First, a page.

Head lice. Just saying the words or even thinking about them makes my head itch! Once your kids are in school, the battle with lice will probably begin. Some years it can seem harder than others to combat. Head lice cause a lot of trouble, but the good news is, the CDC says they aren't really a medical or public health hazard.
Still. They're disgusting and miserable and a terrible nuisance.
Head lice attach themselves to the neck and scalp and feed on blood. They're about the size of a sesame seed and can be hard to see. Their eggs, called nits, are even harder to see. They can be spotted glued onto hairs near the scalp, especially behind the ears and near the neckline at the back of the head. Although most people think that sharing clothing and hair accessories or tools — such as hats, scarves, ribbons, headbands, combs and brushes — is the most common way to pass head lice, the little buggers are actually more likely to be spread by direct hair-to-hair contact. However, it's still a good idea to teach your kids not to share these types of items.
How do you know if head lice have taken up residence?
Watching your children for signs of head lice isn't the best way to detect an infestation, but if they complain about any of these symptoms, you'll definitely want to check their little heads:
- Tickling feeling of something moving in the hair
- Itching, which is caused by an allergic reaction to head lice bites
- Sores on the head from scratching
- Irritability and difficulty sleeping; head lice are more active in the dark
Spotting a live louse is often the only sure sign of head lice. Seeing just the nits doesn't necessarily confirm an infestation. Some kids aren't affected by the symptoms, so you may not notice that your child or family has been affected until weeks or months after they have moved in. Which is why, when you determine someone in your family has lice, the rest of the family should also be checked.
It can be hard to tell how long head lice have been lingering and, therefore, how far they have spread throughout your household. The best way to spot them is to comb through wet hair looking for them. They can be white, brown or dark gray. Once you detect them, call your doctor to confirm. You should also notify your child's school or day care, so you can help prevent an infestation from making the rounds and coming back to your house again!
Matt Bush, MD, an Emergency Medicine Physician at Medical City Children's Hospital, says 612 million children a year get head lice and gives tips to prevent them.
Your child has head lice; now what?
All bedding of infected people needs to be washed in hot water, including nap mats from school. Any clothing worn in the last 48 hours should also be washed in hot water. You don't need to quarantine all of your child's stuffed animals, but if your child sleeps with a favorite stuffy, pop it in a hot dryer for 30 minutes. That should be enough to knock out the bugs. Winter coats, hats and other outerwear can also just take a turn in a hot dryer to be deloused.
There are lice treatment kits you can purchase in most stores with pharmacies that work well. I like the ones that come with a metal comb; it is a great tool to have on hand! Make sure to follow the directions, including the part where it says to complete a follow-up treatment days later. This is sometimes the missing link in actually eradicating the infestation.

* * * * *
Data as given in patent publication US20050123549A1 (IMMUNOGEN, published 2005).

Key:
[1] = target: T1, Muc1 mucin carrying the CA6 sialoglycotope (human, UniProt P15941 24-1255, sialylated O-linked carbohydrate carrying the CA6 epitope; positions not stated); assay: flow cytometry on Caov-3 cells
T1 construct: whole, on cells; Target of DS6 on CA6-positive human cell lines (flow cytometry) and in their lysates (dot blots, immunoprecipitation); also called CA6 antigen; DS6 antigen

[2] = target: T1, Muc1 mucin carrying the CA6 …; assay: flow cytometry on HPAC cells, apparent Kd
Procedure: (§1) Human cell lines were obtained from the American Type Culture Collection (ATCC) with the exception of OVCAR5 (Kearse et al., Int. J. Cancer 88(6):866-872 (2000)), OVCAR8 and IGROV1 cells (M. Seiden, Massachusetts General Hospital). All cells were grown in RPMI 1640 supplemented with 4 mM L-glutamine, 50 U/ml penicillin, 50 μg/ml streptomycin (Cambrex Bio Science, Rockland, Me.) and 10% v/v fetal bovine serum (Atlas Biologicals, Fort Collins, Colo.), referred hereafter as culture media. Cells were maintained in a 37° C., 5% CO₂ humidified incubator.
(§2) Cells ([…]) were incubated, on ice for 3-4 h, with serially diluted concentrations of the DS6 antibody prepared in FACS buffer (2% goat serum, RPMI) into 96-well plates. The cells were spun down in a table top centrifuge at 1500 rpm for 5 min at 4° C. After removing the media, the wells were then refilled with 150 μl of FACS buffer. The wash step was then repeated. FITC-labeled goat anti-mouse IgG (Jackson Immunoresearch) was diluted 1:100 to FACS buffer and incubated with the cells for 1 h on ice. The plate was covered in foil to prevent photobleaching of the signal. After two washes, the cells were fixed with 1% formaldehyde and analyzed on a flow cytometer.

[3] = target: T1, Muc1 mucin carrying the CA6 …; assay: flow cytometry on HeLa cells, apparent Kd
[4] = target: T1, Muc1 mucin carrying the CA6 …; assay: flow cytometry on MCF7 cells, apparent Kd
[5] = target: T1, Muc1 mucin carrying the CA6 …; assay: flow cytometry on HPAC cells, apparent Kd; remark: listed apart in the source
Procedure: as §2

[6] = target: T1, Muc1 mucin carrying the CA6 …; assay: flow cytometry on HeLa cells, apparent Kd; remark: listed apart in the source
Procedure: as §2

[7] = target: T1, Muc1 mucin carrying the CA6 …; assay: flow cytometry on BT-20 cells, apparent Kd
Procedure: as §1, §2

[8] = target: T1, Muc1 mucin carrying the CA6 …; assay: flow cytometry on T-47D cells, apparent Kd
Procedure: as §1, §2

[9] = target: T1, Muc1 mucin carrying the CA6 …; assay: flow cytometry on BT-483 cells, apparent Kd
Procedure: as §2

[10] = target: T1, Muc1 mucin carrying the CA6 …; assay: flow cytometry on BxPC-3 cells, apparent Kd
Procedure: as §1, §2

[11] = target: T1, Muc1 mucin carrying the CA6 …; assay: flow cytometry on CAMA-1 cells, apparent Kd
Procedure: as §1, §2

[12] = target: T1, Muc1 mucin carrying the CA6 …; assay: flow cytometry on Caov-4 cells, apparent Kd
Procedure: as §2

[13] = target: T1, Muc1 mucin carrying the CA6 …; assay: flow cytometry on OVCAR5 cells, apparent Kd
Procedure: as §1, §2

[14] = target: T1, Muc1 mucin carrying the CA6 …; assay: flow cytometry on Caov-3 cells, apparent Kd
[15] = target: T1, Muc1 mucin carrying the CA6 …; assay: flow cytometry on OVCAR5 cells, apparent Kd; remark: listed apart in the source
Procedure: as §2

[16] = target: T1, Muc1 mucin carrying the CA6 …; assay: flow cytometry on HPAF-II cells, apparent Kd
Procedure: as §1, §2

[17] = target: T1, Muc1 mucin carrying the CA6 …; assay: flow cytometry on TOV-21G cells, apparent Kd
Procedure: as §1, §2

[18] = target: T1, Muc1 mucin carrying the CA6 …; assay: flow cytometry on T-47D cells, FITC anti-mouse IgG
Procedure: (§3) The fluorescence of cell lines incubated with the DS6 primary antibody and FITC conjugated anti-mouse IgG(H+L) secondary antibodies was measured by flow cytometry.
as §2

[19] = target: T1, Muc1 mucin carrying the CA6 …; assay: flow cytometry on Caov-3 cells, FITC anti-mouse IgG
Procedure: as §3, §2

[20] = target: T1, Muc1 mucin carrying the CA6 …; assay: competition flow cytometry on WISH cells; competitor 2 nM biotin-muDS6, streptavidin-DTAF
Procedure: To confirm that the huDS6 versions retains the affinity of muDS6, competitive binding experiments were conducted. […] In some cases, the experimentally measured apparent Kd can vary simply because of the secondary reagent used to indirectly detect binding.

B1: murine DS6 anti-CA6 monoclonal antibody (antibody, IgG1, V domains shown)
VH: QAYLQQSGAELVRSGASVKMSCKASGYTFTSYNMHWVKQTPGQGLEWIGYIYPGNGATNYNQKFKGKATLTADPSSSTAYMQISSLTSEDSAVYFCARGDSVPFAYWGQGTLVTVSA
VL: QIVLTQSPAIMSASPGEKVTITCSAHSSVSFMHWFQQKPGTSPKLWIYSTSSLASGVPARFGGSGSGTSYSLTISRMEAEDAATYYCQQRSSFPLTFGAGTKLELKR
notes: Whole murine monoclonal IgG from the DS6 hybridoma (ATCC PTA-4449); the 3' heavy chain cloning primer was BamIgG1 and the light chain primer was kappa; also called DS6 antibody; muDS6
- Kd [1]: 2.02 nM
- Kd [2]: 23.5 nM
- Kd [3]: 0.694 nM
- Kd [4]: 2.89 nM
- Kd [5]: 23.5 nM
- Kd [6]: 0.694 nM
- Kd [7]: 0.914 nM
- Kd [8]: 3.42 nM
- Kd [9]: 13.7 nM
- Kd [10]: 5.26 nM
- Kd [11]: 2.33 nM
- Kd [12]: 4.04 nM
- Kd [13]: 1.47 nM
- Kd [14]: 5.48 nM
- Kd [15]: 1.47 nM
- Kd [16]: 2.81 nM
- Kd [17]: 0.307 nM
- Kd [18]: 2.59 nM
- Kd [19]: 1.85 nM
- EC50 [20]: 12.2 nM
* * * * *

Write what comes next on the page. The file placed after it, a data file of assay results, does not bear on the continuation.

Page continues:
There are also plenty of home remedies that people swear by. Slathering the hair in mayonnaise and covering with a shower cap at bedtime is supposed to suffocate the lice. The gold-colored Listerine®, when mixed with water in a spray bottle, is also said to work. Mix 2 parts Listerine with 1 part water and cover with a shower cap for two hours. You will still need to comb out the bugs or nits to get rid of them. If you prefer to let someone else do the dirty work, there are a few professional lice removal places you can visit. There are even head lice removal companies that will come to your home!
Super lice are not nice.
If drugstore or home remedies don't work, you may have super lice. Like antibiotic-resistant bacteria, these powerful pests don't respond to over-the-counter treatments. Consumer Reports has a good article citing the research and how to get rid of these super bugs.
Delouse your house.
Adult head lice can only live for up to 36 hours and can't reproduce without human hair to lay eggs on. So rugs and couches will need to be vacuumed, but they won't be a breeding ground for lice. You can also vacuum cloth car seats and safety seats just to help cover all of your bases. Recently used bicycle and batting helmets can be placed in your freezer for several days. Your four-footed friends living in your house can be blamed for a lot of things, but not for being carriers of head lice, which can only live and reproduce on human hair.
Lice can live underwater for 6 hours, so regular bathing isn't going to prevent or treat bugs when they appear. Once you have treated and removed the original infestation, you can do some preventive actions. Before sending your children off to school, spritz their hair with a mixture of tea tree oil or coconut oil with water. Head lice also don't like the smell of mint. This can be a sort of shield as you send your kids back into the world. It's also a good idea to keep your children's hair up if possible (or short). When there are infestations going around a classroom, remind kids to not hug their friends or share hair clips, headbands or brushes. Older kids might want to refrain from taking selfies with friends while an outbreak is going around their class or school. Who knew a selfie could be a head lice culprit?!
Carrie G. is a full-time mom of three, part-time chauffer, underpaid chef and amazing cheerleader in Dallas.